Third, the advent of highly flexible, multi-channel media systems, which in principle allow for greater circulation of public affairs information, may conceivably have the effect of reducing rather than expanding the broad distribution of news and information. Recent research by Prior (2002) and others suggests that increasing consumer choice, at least in the US media market, has come largely at the expense of news, the audience for which has been dwindling as entertainment-oriented outlets draw readers, viewers and listeners away in significant numbers. Tewksbury (forthcoming) finds a similar pattern in studies tracking users of news websites. With their newfound freedom to navigate media sites, users tend to seek entertainment and celebrity-related information in place of national or international news and public affairs. At the same time, the remaining audience for public affairs programming has fractured, as people look for news and opinions that match their own ideological commitments and judge the credibility of the press from their own ideological viewpoints (Pew Research Center 2004). Such findings fuel concerns about the centrifugal forces at work in new media systems, which may produce a pattern of one-sided information consumption and a widening gulf between the politically engaged and unengaged and thereby reduce the deliberative character of public opinion.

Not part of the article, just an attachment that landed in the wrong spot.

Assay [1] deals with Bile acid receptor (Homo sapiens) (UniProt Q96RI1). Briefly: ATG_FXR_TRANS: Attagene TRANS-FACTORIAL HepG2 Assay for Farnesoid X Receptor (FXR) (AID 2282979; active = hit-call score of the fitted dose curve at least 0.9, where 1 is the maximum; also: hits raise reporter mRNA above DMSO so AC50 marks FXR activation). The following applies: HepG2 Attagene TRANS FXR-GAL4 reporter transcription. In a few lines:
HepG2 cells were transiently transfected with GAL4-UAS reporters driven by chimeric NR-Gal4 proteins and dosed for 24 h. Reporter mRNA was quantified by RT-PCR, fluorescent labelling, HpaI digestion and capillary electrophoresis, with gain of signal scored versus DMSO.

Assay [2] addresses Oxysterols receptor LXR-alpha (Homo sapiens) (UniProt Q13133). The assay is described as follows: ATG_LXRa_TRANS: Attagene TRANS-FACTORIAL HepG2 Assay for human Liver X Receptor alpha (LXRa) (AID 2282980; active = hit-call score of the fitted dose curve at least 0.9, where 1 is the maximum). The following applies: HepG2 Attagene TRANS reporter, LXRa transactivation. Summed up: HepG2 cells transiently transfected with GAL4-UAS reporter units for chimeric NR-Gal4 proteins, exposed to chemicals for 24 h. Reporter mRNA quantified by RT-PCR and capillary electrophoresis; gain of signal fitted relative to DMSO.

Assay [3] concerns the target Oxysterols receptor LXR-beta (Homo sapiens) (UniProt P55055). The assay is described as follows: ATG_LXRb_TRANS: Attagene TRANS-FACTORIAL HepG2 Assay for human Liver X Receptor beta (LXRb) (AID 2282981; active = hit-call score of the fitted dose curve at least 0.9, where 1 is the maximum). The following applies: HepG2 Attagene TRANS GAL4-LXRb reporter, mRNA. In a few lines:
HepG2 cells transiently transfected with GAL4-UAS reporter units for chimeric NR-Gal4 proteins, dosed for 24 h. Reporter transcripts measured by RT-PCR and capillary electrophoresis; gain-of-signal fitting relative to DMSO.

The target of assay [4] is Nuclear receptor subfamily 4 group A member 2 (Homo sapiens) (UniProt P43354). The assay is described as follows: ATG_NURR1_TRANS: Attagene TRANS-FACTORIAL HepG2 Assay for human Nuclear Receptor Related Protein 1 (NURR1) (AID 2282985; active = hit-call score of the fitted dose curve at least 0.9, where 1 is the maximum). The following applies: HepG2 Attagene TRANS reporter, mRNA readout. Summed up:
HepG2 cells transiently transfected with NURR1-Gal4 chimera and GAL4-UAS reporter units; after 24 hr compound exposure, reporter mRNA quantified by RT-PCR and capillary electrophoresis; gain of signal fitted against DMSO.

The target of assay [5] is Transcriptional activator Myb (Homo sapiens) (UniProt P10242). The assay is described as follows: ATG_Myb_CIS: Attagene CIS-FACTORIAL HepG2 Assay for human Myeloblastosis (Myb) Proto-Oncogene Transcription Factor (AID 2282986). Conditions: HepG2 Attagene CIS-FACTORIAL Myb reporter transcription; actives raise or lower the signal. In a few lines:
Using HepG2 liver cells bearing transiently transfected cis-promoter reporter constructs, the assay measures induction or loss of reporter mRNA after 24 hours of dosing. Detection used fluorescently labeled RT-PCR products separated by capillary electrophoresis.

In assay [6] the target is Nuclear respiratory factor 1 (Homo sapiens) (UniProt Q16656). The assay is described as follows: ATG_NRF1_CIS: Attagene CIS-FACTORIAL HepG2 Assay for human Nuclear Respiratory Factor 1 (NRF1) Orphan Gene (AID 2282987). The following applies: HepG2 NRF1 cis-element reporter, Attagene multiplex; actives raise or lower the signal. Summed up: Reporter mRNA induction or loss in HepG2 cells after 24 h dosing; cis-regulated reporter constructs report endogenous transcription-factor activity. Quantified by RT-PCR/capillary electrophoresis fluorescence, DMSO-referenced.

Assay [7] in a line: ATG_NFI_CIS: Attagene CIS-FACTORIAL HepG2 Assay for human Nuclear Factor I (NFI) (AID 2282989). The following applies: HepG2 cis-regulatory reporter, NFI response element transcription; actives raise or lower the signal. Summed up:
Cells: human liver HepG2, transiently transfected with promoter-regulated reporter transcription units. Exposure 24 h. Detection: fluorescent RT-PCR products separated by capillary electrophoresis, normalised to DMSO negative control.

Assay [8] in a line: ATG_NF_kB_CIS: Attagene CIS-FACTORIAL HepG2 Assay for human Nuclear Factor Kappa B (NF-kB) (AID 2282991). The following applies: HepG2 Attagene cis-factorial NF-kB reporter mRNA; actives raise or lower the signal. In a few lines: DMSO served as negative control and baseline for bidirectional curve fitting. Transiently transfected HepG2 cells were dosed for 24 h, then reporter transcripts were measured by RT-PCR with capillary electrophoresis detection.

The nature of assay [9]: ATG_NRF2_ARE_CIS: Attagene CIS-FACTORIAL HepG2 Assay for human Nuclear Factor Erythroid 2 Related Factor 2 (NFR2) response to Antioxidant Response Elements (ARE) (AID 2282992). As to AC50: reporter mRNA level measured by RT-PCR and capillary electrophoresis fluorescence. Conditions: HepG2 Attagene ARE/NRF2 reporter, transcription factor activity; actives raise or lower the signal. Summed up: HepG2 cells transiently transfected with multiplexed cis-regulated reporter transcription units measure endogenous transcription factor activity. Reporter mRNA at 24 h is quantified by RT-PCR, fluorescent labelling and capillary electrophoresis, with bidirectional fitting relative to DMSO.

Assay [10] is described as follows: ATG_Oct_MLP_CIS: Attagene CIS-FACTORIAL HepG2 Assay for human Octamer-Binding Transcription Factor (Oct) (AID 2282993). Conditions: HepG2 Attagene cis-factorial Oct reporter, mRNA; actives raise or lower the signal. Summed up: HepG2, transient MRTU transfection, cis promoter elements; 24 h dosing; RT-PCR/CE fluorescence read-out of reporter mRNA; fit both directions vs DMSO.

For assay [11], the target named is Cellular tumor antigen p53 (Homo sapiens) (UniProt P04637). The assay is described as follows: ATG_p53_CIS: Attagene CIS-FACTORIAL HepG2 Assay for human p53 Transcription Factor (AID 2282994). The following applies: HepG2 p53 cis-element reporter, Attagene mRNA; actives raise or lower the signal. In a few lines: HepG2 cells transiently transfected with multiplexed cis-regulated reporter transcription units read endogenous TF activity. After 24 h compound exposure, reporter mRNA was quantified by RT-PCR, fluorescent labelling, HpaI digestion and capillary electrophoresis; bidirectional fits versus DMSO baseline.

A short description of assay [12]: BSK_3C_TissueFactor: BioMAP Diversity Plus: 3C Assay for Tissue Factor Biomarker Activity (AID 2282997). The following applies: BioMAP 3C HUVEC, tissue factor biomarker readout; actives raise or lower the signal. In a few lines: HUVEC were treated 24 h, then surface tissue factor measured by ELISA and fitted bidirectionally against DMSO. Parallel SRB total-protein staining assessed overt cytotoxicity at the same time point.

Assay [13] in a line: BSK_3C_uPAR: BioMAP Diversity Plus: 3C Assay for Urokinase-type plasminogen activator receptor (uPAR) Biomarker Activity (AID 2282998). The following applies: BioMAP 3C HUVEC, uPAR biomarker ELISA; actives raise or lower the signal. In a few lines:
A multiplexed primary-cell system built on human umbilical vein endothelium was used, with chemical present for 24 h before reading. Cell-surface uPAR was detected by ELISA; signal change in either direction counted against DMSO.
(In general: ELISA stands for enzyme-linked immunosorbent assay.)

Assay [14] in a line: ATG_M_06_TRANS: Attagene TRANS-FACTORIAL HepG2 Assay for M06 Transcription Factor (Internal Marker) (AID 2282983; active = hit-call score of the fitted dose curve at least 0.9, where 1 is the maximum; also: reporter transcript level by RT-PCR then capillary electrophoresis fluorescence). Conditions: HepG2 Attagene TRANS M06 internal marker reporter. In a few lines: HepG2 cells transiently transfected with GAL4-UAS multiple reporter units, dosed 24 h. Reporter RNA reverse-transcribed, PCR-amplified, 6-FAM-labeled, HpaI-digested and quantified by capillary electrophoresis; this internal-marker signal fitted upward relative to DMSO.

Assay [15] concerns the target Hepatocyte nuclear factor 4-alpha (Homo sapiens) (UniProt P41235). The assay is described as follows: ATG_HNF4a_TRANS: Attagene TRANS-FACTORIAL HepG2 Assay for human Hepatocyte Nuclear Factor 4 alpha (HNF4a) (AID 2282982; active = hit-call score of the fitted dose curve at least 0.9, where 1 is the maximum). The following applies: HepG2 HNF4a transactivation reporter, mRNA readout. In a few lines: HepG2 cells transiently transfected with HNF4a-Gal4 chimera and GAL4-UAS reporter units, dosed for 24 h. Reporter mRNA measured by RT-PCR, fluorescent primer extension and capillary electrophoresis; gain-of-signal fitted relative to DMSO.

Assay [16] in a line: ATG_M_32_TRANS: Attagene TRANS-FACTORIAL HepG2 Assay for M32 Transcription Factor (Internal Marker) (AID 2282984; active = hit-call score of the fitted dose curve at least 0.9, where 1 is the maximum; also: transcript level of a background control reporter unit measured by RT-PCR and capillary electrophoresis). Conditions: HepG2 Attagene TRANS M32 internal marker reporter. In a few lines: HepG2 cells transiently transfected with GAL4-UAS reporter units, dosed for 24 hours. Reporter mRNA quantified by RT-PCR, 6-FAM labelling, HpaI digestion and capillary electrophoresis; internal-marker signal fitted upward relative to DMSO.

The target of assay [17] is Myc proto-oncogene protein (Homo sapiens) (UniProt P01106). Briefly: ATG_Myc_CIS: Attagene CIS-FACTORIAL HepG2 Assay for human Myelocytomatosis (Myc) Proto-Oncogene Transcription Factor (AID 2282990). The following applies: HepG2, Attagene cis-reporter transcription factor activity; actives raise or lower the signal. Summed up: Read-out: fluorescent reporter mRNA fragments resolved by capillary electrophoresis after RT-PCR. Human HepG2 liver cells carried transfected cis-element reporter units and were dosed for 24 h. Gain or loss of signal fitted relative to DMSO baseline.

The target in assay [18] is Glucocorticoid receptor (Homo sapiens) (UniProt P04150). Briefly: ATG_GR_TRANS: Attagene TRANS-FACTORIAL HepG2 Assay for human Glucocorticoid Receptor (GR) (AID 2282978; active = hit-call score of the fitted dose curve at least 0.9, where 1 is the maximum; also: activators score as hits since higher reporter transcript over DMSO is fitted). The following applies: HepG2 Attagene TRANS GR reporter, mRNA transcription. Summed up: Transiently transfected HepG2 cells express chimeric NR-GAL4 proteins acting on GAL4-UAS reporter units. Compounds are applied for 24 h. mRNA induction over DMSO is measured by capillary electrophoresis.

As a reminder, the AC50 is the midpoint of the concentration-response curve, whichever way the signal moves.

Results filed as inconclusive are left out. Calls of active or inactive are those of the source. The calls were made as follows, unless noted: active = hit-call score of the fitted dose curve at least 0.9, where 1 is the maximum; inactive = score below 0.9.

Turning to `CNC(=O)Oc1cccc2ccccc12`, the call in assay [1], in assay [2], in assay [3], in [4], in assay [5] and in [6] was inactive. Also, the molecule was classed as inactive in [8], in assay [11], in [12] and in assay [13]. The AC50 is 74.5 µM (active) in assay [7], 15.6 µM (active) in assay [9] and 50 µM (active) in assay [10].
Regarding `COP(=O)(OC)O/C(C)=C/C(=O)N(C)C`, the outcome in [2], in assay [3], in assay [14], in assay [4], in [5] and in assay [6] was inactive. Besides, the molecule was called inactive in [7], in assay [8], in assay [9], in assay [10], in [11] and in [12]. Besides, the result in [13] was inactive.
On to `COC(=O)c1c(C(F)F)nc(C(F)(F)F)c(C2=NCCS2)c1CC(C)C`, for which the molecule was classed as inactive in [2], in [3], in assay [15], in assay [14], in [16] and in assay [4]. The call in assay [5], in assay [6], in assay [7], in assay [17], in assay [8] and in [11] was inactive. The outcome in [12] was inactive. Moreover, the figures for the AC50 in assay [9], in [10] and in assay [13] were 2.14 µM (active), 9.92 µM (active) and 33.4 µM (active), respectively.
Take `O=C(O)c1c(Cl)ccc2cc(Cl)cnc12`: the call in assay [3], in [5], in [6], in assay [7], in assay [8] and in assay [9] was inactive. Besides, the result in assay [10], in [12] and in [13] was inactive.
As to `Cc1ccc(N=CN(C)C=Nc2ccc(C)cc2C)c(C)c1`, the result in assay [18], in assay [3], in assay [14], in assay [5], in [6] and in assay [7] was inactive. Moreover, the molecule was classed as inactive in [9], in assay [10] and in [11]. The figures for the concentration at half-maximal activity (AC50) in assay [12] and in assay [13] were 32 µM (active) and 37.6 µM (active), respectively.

Third, civil society is a double-edged sword for feminists. It can provide a site for organising around feminist issues, for articulating counter-hegemonic discourses, for experimenting with alternative lifestyles and for envisioning other less sexist and more just worlds. With its organisations of self-support, community action, and voluntary care, it can foster solidarity, promote mutual support and prioritise values of care, respect and equality. Yet it can also be an arena where gendered behaviours, norms and practices are acted out and reproduced. As Anne Phillips (2002: 80) warns, the associations of civil society are relatively unregulated when compared with the state and therefore vulnerable to sexist and other discriminatory practices. Civil society can be the terrain of conservative ideologies that foster women’s dependency in the constricted space of the family as well as of emancipatory ideologies that aspire to gender equality. It offers fertile soil not only to liberal, socialist and radical feminists, gay and lesbian movements, and progressive men’s groups, but also to conservative women activists, anti-gay lobbies and patriarchal and misogynistic male groups.